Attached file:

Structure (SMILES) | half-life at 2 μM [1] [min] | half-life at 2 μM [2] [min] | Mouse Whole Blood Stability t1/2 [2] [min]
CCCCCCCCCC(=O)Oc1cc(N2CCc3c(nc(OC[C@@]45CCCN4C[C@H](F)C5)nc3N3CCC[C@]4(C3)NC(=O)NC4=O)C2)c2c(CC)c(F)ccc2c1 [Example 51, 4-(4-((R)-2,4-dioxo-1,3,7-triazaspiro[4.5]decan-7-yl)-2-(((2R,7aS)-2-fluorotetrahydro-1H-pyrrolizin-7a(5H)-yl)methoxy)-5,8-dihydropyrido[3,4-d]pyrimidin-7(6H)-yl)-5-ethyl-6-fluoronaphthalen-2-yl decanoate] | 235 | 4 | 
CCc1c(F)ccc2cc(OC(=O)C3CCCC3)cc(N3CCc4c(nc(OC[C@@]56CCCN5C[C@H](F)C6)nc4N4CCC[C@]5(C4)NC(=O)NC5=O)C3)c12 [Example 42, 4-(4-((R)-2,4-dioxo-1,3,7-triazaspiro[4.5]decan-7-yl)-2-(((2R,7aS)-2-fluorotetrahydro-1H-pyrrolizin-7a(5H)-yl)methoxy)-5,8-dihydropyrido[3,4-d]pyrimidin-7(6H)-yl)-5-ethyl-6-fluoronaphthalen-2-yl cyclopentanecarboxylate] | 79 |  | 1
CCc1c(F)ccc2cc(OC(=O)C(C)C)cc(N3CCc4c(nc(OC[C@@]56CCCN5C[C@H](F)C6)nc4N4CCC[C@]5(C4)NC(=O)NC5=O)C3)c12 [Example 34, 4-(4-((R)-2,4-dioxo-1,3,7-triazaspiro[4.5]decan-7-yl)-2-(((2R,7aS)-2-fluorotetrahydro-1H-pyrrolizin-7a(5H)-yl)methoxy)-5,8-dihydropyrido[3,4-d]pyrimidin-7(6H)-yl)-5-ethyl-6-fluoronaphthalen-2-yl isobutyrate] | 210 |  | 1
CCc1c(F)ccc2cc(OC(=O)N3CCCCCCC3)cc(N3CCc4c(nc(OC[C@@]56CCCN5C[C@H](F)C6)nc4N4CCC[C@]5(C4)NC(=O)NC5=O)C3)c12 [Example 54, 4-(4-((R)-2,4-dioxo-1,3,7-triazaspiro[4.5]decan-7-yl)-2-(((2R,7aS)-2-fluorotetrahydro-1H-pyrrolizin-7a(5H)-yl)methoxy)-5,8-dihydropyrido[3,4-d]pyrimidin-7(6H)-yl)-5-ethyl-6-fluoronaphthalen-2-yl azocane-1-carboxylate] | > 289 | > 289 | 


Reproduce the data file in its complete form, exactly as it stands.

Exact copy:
Structure (SMILES) | half-life at 2 μM [1] [min] | half-life at 2 μM [2] [min] | Mouse Whole Blood Stability t1/2 [2] [min]
CCCCCCCCCC(=O)Oc1cc(N2CCc3c(nc(OC[C@@]45CCCN4C[C@H](F)C5)nc3N3CCC[C@]4(C3)NC(=O)NC4=O)C2)c2c(CC)c(F)ccc2c1 [Example 51, 4-(4-((R)-2,4-dioxo-1,3,7-triazaspiro[4.5]decan-7-yl)-2-(((2R,7aS)-2-fluorotetrahydro-1H-pyrrolizin-7a(5H)-yl)methoxy)-5,8-dihydropyrido[3,4-d]pyrimidin-7(6H)-yl)-5-ethyl-6-fluoronaphthalen-2-yl decanoate] | 235 | 4 | 
CCc1c(F)ccc2cc(OC(=O)C3CCCC3)cc(N3CCc4c(nc(OC[C@@]56CCCN5C[C@H](F)C6)nc4N4CCC[C@]5(C4)NC(=O)NC5=O)C3)c12 [Example 42, 4-(4-((R)-2,4-dioxo-1,3,7-triazaspiro[4.5]decan-7-yl)-2-(((2R,7aS)-2-fluorotetrahydro-1H-pyrrolizin-7a(5H)-yl)methoxy)-5,8-dihydropyrido[3,4-d]pyrimidin-7(6H)-yl)-5-ethyl-6-fluoronaphthalen-2-yl cyclopentanecarboxylate] | 79 |  | 1
CCc1c(F)ccc2cc(OC(=O)C(C)C)cc(N3CCc4c(nc(OC[C@@]56CCCN5C[C@H](F)C6)nc4N4CCC[C@]5(C4)NC(=O)NC5=O)C3)c12 [Example 34, 4-(4-((R)-2,4-dioxo-1,3,7-triazaspiro[4.5]decan-7-yl)-2-(((2R,7aS)-2-fluorotetrahydro-1H-pyrrolizin-7a(5H)-yl)methoxy)-5,8-dihydropyrido[3,4-d]pyrimidin-7(6H)-yl)-5-ethyl-6-fluoronaphthalen-2-yl isobutyrate] | 210 |  | 1
CCc1c(F)ccc2cc(OC(=O)N3CCCCCCC3)cc(N3CCc4c(nc(OC[C@@]56CCCN5C[C@H](F)C6)nc4N4CCC[C@]5(C4)NC(=O)NC5=O)C3)c12 [Example 54, 4-(4-((R)-2,4-dioxo-1,3,7-triazaspiro[4.5]decan-7-yl)-2-(((2R,7aS)-2-fluorotetrahydro-1H-pyrrolizin-7a(5H)-yl)methoxy)-5,8-dihydropyrido[3,4-d]pyrimidin-7(6H)-yl)-5-ethyl-6-fluoronaphthalen-2-yl azocane-1-carboxylate] | > 289 | > 289 | 